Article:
If Abe A. meant something other than what it says, the law would trivialize the sanctity of the human body. For example, a person at liberty would have the right to challenge a seizure in advance but not the purpose of the seizure, and a person in custody would have no right to challenge either—but in both cases, the government's seizure of bodily material is precisely what the individual seeks to avoid. Whether at liberty or in custody, the individual's challenge is founded on society's recognition that bodily intrusion by the government is prohibited except when certain "stringent standard[s] [are] met" (id. at 291). Individual rights against unlawful bodily intrusion can only be protected prior to the government's seizure of bodily materials. The majority's interpretation of Abe A. countenances invasions of a person's body without an ability to contest the probable cause for the invasion in advance, other than, apparently, to challenge the nature of a particularly grievous intrusion (majority op at 10-11).

Contrary to the majority's adoption of the prosecution's argument, a suppression hearing is not a safeguard against this sort of unlawful government action (id. at 8). Such a hearing only provides relief from admission at trial of the material collected; it does not protect against the unlawful search of the person and provides no recourse to someone who is never charged with a crime. Only a pre-search hearing complies with due process as to the search itself.

The prosecution's argument that post-intrusion civil remedies are available for an alleged unlawful deprivation also misses the mark. Those remedies suffer from the same inadequacy as a motion to suppress—none prevent a possible constitutional violation, as they are triggered after the government intrusion into the body. They are remedies for a constitutional deprivation, not a safeguard against an unlawful taking of bodily material. They certainly do not protect individuals whom the government never charges. And yet, "the sole group for whom the Fourth Amendment's protections ought to be most jealously guarded [are] people who are innocent of the State's [*13]accusations" (Maryland v King, 569 US 435, 482 [1958] [Scalia, J., dissenting]). Moreover, successfully pursuing such remedies may be an impossibility for vast numbers of individuals whose DNA has been collected, particularly those who are low-income (see Michael T. Risher, "Racial Disparities in Databanking of DNA Profiles" in Race and the Genetic Revolution: Science, Myth, and Culture, 51 [Sheldon Krimsky & Kathleen Sloan, eds 2011] ["(F)ew arrestees, no matter how innocent, will be likely ever to return to court to wade through the process of getting their samples and profiles removed. This is particularly true for those without the resources to hire a lawyer to assist them"]; Julie Samuels et al., Collecting DNA From Arrestees: Implementation Lessons, 270 Natl. Inst. Just. J. 18, 23 ["(O)ur interviews with state crime laboratories suggest that when individuals bear the burden of initiating the expungement process, very few expungements actually occur and profiles are retained of individuals who were never formally charged with a qualifying offense or whose case resulted in acquittal or dismissal"]).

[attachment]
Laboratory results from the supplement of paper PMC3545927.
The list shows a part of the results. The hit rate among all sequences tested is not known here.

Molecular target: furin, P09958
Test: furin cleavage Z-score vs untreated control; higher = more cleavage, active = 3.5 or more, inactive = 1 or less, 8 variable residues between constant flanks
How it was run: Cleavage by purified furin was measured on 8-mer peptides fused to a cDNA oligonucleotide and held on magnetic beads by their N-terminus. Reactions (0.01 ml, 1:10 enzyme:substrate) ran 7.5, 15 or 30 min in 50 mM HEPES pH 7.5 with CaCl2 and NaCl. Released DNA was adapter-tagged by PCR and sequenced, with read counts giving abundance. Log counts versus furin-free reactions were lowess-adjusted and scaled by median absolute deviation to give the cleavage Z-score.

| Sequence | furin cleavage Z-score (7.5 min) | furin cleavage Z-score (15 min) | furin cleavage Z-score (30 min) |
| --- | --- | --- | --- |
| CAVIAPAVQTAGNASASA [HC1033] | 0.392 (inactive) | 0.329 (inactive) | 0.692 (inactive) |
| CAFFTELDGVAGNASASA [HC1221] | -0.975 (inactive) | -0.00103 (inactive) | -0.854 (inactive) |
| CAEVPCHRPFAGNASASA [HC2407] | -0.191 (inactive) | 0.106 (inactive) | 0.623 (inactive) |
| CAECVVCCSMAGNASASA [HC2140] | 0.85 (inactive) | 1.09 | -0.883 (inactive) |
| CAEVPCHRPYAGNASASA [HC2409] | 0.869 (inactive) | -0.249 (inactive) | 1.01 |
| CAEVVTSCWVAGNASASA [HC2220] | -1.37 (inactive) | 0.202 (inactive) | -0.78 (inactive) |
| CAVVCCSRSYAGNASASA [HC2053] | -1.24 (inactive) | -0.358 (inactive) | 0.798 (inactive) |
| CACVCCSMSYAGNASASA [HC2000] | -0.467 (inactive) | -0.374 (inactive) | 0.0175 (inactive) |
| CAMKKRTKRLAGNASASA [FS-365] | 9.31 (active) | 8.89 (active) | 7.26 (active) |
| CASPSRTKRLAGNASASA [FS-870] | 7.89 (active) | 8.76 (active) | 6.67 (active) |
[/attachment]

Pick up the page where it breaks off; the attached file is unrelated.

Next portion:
C.

Abe A.'s Workable Safeguards Apply to All Seizures of Bodily Evidence

According to the majority, a pre-intrusion, adversarial fact-finding hearing is necessary only where the safety of the bodily intrusion is at issue, meaning only when the intrusion is so "extreme" in nature that it is unreasonable, notwithstanding the finding of probable cause. As the argument goes, because the buccal swab at issue here is a "brief and [] minimal intrusion" (majority op at 10), defendant was not entitled to a hearing to challenge this method of extraction.

The majority's attempt to draw a distinction between an ex parte warrant hearing and the procedure required by Abe A. based on this minimal-versus-extreme intrusion was implicitly rejected by the Abe A. Court. In fact, the Court described the blood draw at issue there as "hardly less routine than taking one's temperature" (56 NY2d at 299), and yet adopted the very analysis for that type of extraction eschewed here by the majority.

Because Abe A. does not support the majority's intended outcome, the majority turns to the United States Supreme Court's decision in King (569 US at 466) for support. Neither the prosecution nor defendant, nor any judge to have considered defendant's case, has so much as mentioned King. That is unsurprising, as King does not shed light on the real issue presented in this appeal, i.e., whether defendant should have received notice and opportunity to be heard at an adversarial proceeding on the warrant request to extract his bodily material (the same procedure sanctioned by this Court in Abe A.). King was concerned with the constitutionality of Maryland's routine, warrantless collection of arrestees' DNA, a scheme New York has not adopted (see Executive Law § 995-c [3] [a] [permitting routine collection of DNA only "subsequent to conviction and sentencing"]). Indeed, the decision turned on the privacy interests of arrestees, but Abe A. concerns the rights of a suspect—a person who has not been arrested on probable cause of having committed the crime that underlies the warrant application.